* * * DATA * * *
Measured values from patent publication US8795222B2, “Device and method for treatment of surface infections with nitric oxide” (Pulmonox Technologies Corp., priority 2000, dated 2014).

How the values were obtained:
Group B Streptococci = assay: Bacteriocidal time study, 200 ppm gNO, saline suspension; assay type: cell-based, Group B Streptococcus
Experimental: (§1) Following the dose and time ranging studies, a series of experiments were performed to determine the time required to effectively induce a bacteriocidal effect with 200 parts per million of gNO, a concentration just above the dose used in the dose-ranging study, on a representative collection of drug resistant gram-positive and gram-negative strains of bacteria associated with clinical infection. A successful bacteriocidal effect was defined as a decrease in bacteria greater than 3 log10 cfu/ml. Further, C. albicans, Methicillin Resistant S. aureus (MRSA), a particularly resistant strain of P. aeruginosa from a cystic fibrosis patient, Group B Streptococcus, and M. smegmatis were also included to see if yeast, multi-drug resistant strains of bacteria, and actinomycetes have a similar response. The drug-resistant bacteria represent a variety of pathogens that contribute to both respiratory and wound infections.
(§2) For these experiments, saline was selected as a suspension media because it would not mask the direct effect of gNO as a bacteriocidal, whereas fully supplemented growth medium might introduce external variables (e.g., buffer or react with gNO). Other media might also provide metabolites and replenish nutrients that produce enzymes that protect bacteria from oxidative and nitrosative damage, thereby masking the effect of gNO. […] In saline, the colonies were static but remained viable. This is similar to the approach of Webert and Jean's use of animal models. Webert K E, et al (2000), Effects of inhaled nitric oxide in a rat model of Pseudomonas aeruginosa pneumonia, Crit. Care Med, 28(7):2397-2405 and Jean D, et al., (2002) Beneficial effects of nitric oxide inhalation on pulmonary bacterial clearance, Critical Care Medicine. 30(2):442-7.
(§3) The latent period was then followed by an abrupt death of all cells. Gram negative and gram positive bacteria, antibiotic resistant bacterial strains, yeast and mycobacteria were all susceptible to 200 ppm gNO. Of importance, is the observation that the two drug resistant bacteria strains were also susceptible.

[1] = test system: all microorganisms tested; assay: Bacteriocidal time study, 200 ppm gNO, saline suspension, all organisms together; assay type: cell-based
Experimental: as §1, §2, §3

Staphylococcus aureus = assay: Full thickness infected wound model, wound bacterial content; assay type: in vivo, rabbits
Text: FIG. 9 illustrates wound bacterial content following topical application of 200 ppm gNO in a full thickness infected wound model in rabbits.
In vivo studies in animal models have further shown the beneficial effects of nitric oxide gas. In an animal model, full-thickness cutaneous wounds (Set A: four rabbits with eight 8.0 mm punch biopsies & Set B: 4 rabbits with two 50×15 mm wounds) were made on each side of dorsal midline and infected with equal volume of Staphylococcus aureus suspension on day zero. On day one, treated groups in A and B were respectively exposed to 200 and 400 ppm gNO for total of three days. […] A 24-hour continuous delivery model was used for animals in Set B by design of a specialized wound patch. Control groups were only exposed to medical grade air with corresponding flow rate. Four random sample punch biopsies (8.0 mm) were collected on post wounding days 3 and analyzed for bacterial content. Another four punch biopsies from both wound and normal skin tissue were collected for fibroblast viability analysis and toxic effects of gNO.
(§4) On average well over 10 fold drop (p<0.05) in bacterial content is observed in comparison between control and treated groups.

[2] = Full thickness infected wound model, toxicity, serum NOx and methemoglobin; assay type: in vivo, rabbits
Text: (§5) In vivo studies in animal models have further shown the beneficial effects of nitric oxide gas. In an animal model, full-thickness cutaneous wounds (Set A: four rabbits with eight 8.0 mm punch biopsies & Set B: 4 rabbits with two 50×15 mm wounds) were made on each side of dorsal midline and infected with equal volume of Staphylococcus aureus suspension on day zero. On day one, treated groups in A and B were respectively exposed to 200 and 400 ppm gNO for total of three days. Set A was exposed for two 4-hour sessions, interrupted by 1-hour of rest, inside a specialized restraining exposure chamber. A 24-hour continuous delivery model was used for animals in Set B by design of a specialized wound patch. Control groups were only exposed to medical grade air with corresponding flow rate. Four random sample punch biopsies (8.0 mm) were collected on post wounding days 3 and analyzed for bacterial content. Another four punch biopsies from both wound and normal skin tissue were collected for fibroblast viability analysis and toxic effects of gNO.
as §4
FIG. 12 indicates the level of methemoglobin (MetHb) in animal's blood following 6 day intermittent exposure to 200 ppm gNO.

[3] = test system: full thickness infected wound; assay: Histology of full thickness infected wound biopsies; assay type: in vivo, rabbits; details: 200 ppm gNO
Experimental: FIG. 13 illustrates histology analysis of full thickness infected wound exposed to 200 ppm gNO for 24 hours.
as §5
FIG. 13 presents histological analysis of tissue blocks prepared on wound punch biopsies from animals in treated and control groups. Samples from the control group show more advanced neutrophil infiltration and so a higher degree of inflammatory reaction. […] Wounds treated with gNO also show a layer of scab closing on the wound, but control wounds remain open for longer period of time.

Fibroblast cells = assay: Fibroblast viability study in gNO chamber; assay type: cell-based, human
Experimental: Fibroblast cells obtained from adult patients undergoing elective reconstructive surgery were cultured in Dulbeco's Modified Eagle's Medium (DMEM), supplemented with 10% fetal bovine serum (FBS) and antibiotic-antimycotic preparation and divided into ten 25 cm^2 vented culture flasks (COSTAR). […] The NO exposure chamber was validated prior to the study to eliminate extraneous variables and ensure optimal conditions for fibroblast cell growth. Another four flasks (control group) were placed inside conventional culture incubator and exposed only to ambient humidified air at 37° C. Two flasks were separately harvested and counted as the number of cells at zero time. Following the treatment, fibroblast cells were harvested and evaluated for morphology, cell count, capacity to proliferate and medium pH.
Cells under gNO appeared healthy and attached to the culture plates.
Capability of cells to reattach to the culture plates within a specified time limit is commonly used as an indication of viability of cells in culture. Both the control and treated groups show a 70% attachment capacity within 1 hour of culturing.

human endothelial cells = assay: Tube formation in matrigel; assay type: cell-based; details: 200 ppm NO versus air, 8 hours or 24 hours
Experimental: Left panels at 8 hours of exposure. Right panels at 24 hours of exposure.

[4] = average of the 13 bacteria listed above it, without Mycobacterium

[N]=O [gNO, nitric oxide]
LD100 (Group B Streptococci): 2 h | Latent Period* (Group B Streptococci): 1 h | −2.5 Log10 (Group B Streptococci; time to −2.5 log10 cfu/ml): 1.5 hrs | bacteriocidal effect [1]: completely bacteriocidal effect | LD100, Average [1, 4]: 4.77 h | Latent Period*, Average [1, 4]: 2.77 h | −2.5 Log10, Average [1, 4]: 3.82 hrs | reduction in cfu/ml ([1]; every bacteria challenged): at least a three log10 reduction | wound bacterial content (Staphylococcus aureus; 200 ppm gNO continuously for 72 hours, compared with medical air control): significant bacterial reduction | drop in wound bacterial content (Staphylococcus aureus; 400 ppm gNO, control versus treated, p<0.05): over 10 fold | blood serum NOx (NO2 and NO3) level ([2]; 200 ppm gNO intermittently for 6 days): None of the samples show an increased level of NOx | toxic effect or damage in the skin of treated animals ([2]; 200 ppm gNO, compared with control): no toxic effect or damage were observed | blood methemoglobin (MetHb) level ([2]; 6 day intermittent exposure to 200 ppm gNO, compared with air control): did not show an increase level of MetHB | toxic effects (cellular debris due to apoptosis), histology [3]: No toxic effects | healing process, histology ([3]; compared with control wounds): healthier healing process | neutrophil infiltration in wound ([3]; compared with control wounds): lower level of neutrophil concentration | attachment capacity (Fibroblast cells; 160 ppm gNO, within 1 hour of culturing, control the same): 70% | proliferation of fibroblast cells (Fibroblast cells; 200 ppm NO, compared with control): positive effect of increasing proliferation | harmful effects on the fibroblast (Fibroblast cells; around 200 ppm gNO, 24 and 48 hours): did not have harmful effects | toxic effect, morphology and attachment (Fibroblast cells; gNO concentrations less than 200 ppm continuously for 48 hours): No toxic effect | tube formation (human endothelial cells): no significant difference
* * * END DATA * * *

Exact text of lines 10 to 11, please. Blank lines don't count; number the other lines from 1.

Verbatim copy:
Text: FIG. 9 illustrates wound bacterial content following topical application of 200 ppm gNO in a full thickness infected wound model in rabbits.
In vivo studies in animal models have further shown the beneficial effects of nitric oxide gas. In an animal model, full-thickness cutaneous wounds (Set A: four rabbits with eight 8.0 mm punch biopsies & Set B: 4 rabbits with two 50×15 mm wounds) were made on each side of dorsal midline and infected with equal volume of Staphylococcus aureus suspension on day zero. On day one, treated groups in A and B were respectively exposed to 200 and 400 ppm gNO for total of three days. […] A 24-hour continuous delivery model was used for animals in Set B by design of a specialized wound patch. Control groups were only exposed to medical grade air with corresponding flow rate. Four random sample punch biopsies (8.0 mm) were collected on post wounding days 3 and analyzed for bacterial content. Another four punch biopsies from both wound and normal skin tissue were collected for fibroblast viability analysis and toxic effects of gNO.